John Ford is always a treat.
Many of his works have an air of simplicity about their narrative, yet manage to convey subtlety or complexity through performance, direction, or writing.
She Wore a Yellow Ribbon (1949) doesn't have much of a plot; it is mostly a character study. John Wayne plays Nathan Brittles, a thirty year army man on the verge of retirement. He visits a loved one's grave for monologues like Henry Fonda in Young Mister Lincoln, but towards the end of the film I kept thinking about Tommy Lee Jones's turn as Sheriff Bell in No Country for Old Men.
Brittles bristles at retirement, in part because he thinks the world (at least his world) needs him. Custer has just fallen at Little Big Horn. The younger officers destined to inherit his position don't engender a great amount of confidence. To retire in the face of such chaos goes against his grain; it feels, perhaps, like accepting defeat.
Interestingly, though, Brittles has a scene with his commanding officer who tells him this isn't necessarily so. There is a suggestion--not overplayed--that Brittles may be mixed in his motives. It may be less that the world can't do without Brittles so much as Brittles can't do without being in the world. Brittles's friend says that they, too, were green once, and that for Brittles to refuse to believe or act like he is expendable is to rob his junior officers of the opportunity to grow into their roles and to become leaders of the next generation. Brittles himself says in one speech that he will miss having people come to attention at his command; he will miss being someone. In another, when Brittles complains bitterly that he "failed" in all regards in his last mission, he is reminded that the outcome is not the measure of the rightness of his actions. He is neither infallible nor omniscient, and while this truth is a bitter pill to swallow, swallow it he does, and without the sugar coating of Romantic martyrdom to make it go down easier. His commanding officer recognizes Brittles's report of his "failures" for what it is--equal parts bitterness and self-pity, and he reminds the Captain that this experience is by no means unique.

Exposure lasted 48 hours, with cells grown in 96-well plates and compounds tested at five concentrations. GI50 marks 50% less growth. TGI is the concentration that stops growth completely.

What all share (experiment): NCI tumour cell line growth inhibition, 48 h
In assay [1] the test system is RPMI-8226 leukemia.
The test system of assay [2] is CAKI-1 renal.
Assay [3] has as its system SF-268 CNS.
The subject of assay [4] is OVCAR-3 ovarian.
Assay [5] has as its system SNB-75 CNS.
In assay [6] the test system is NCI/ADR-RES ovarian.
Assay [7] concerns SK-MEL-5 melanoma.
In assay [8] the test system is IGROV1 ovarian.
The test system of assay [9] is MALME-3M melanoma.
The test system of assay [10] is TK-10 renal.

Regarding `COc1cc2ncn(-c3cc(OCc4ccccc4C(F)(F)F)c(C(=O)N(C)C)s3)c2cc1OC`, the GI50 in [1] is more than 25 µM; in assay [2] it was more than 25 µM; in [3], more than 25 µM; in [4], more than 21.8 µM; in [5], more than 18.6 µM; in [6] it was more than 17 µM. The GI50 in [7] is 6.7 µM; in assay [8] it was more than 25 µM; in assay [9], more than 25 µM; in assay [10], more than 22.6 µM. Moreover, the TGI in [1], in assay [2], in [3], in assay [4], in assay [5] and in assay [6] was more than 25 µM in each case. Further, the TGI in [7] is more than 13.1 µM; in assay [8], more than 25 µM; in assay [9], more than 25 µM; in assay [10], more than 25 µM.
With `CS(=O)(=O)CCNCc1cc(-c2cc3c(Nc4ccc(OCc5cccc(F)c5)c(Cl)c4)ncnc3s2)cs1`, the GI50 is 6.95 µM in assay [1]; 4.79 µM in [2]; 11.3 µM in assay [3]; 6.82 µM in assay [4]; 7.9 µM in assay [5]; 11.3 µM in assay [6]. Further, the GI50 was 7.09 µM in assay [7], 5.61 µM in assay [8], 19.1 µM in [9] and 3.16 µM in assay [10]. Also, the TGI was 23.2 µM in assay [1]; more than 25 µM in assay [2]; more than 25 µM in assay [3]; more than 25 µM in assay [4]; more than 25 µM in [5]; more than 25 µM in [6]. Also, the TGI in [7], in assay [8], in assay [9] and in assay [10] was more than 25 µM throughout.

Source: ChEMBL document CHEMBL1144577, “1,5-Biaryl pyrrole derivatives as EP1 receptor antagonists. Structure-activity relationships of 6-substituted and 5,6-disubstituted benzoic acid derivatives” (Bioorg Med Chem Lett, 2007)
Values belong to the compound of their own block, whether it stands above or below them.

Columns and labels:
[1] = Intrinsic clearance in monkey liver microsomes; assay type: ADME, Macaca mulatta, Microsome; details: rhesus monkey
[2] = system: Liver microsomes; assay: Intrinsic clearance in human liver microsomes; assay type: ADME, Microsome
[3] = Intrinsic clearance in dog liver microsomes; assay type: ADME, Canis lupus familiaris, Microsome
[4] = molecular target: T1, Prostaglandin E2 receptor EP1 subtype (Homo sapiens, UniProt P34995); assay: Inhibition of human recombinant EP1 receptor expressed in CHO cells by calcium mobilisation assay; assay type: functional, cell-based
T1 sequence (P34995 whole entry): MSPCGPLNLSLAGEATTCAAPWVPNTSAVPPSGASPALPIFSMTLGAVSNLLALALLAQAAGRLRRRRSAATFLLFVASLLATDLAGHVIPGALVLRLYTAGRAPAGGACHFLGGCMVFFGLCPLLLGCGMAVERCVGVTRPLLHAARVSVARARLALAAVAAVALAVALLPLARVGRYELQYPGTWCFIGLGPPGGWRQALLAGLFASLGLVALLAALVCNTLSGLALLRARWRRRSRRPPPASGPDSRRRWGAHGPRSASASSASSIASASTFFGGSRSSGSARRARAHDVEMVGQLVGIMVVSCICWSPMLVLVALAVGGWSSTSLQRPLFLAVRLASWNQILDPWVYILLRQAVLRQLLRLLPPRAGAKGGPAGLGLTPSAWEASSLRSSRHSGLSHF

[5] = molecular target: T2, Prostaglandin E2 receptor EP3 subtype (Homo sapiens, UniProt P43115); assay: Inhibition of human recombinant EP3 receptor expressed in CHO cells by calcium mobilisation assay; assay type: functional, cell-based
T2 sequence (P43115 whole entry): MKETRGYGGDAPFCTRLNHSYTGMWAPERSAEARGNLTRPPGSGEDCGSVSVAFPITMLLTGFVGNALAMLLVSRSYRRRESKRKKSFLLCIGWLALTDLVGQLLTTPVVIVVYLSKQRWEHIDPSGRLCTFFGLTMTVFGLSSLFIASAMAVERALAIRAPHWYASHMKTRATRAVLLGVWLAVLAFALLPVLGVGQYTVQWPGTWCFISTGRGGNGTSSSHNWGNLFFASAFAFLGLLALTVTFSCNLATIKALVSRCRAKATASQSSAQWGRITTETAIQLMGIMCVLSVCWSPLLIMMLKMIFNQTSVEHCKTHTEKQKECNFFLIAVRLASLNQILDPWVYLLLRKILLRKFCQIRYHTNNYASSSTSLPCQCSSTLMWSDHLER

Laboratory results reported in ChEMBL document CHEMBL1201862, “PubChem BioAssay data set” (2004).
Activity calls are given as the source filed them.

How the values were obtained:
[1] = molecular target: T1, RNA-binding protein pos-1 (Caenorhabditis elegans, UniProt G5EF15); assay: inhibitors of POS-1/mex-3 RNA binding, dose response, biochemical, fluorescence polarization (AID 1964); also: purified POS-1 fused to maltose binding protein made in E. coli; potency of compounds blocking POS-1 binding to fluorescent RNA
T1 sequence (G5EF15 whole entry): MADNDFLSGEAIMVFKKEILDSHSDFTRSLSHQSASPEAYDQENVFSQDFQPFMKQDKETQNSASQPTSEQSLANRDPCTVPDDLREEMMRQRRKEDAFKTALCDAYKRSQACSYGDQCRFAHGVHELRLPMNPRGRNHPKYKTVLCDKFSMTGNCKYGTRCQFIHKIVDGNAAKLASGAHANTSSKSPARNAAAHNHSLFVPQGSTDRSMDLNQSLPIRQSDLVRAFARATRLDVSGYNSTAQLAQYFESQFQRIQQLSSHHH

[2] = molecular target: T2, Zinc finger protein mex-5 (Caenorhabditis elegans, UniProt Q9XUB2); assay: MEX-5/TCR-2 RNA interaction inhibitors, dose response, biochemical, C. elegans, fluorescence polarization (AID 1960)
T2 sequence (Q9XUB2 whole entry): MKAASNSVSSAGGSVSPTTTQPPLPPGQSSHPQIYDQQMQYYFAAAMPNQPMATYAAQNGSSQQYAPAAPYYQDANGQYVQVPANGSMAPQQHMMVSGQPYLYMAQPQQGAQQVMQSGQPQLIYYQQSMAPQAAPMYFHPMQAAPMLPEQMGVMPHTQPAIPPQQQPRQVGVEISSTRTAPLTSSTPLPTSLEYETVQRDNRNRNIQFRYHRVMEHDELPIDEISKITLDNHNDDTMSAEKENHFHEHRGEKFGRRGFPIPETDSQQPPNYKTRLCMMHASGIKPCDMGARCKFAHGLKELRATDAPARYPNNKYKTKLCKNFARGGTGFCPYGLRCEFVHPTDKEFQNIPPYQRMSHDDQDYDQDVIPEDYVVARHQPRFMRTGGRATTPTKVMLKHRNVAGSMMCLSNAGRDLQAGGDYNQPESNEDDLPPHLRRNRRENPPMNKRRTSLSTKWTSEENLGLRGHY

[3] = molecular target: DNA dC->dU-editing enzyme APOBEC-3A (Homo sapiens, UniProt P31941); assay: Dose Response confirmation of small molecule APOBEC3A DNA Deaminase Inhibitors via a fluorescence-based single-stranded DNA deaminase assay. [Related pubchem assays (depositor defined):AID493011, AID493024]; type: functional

Sheriff Bell doesn't seem to have that sort of equivalent sounding board (or mirror) in No Country For Old Men. The old ones that he measures himself against exist now only in his (idealized) memory or dreams. When he does visit one of the older generation, he gets no comfort but only a fatalistic homily that he can't stop what's coming. The closest thing to a confidant is Mrs. Bell, who, while clearly in love with her husband, suggests she doesn't want him in her hair because she hasn't retired. The voice-over of No Country For Old Men takes on a (perhaps unintentionally) ironic function in this context. Bell, like the Ancient Mariner, stops the audience, like the wedding guests, ostensibly to tell them his story as some sort of cautionary tale. Really, though, the moral of the tale is not that the audience can be spared the curse but that the speaker rises to Romantic tragedy by receiving the greatest measure of the suffering that is universal to all humanity.
I'm tempted to return to my riff about generation gaps expressed in Knocked Up, but that would probably be too long a tangent.
What the comparison to Ford's film suggests to me is that there is something of pride in the form of false humility in Sheriff Bell's apocalyptic fatalism. Of crimes today, Bell says, one cannot take their measure. Yet, when you think about this claim, you may wonder how a drug deal gone wrong and a singular bad decision enmeshing a decent man in a series of hard consequences really qualifies as something new in scope under the sun.
"She Wore a Yellow Ribbon" was released in 1949, just a few years after the end of World War II, an event that did have scope and showed advances in technology that made violence seem more pervasive and horrific. Yet within that post-war context, Ford--interestingly enough--eschews a narcissistic modern gloominess. Men have ever felt in each generation that theirs is the worst (if they haven't thought it the best) and wondered how the world will survive without them to stand in the gap.
Brittles uses his experience to avert rather than win one last battle. Bell, on the other hand, is unable to reach Llewellyn in time to make good on his claim to Carla Jean that he is Llewellyn's last, best chance. He must live with the knowledge of that final unsuccessful resolution (I hesitate to call it failure) as he eases towards death. That he--and the film he occupies--seems to think that his knowledge is the biggest, hardest burden of all, that it is unique in degree if not of kind, is (I finally realized) what allows the film to come across as nihilistic and pandering at the same time.
Since screening No Country For Old Men at the 2007 Toronto Film Festival, I've been cool to the film but struggled to articulate why. Certainly the stylized violence, while not Tarantinoesque is still desensitizing and used a bit too much to seduce rather than sadden the audience. Perhaps, too, I thought that the fatalism it trumpeted masked the nihilism at its core. But some people seemed to recognize the nihilism and love the film anyway...and that was something I didn't get.
I think this Romantic sensibility, this sense of Sheriff Bell, and McCarthy, and the Coens' seeming to say, "I have the thorns of life cast upon me and I bleeeeeeeeeeed" is not just what I disliked about the film; it is what I found rang false about it. Captain Brittles does not accept that he can't stop what's coming but, finally, he does accept that he may not be the only one who can.